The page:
In an email interview, Mattheij told Mental Floss that the system currently sorts LEGO bricks into more than 50 categories. It can also be run in a color-sorting mode to bin the parts across 12 color groups. (Thus at present you'd likely do a two-pass sort on the bricks: once for shape, then a separate pass for color.) He continues to refine the system, with a focus on making its recognition abilities faster. At some point down the line, he plans to make the software portion open source. You're on your own as far as building conveyer belts, bins, and so forth.

Check out Mattheij's writeup in two parts for more information. It starts with an overview of the story, followed up with a deep dive on the software. He's also tweeting about the project (among other things). And if you look around a bit, you'll find bulk LEGO brick auctions online—it's definitely a thing!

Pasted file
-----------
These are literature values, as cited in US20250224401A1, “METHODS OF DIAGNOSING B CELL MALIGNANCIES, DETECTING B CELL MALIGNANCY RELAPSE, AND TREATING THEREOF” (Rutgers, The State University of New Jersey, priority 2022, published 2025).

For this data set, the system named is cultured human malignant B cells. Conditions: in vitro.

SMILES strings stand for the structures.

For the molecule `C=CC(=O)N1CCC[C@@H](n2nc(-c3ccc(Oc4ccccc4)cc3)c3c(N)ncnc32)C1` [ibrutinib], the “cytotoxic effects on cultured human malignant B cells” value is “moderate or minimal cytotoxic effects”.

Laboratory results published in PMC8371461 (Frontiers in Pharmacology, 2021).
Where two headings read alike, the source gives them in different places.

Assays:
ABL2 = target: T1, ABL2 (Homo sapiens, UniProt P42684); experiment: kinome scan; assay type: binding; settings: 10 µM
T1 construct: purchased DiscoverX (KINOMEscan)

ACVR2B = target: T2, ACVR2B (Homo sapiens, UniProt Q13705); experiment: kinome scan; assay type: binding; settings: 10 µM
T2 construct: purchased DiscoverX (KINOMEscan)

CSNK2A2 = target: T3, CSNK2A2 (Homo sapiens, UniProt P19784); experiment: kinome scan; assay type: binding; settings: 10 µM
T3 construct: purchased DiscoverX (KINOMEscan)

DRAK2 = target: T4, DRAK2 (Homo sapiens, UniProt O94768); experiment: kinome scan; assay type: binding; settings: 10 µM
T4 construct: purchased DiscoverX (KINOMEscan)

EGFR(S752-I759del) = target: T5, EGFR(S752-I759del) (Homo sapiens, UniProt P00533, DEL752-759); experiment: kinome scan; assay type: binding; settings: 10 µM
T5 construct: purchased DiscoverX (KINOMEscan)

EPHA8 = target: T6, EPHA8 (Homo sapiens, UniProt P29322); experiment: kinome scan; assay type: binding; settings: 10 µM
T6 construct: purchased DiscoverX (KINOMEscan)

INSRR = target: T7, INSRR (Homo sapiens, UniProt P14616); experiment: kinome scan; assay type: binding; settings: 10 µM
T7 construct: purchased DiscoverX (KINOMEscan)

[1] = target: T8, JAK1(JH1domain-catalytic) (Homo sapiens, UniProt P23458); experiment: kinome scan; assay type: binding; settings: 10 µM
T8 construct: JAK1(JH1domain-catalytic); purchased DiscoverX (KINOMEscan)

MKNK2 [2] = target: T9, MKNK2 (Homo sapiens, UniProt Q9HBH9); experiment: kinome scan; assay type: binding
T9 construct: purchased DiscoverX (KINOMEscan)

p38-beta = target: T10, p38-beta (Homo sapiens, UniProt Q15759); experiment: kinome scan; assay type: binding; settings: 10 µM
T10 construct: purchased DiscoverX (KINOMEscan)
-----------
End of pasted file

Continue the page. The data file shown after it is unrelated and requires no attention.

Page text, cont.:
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Opening Ceremony
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These $425 Jeans Can Turn Into Jorts
May 19, 2017
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Opening Ceremony

Modular clothing used to consist of something simple, like a reversible jacket. Today, it’s a $425 pair of detachable jeans.

Apparel retailer Opening Ceremony recently debuted a pair of “2 in 1 Y/Project” trousers that look fairly peculiar. The legs are held to the crotch by a pair of loops, creating a disjointed C-3PO effect. Undo the loops and you can now remove the legs entirely, leaving a pair of jean shorts in their wake. The result goes from this:

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Opening Ceremony

To this:

501069-OpeningCeremony3.jpg

Opening Ceremony

The company also offers a slightly different cut with button tabs in black for $460. If these aren’t audacious enough for you, the Y/Project line includes jumpsuits with removable legs and garter-equipped jeans.

[h/t Mashable]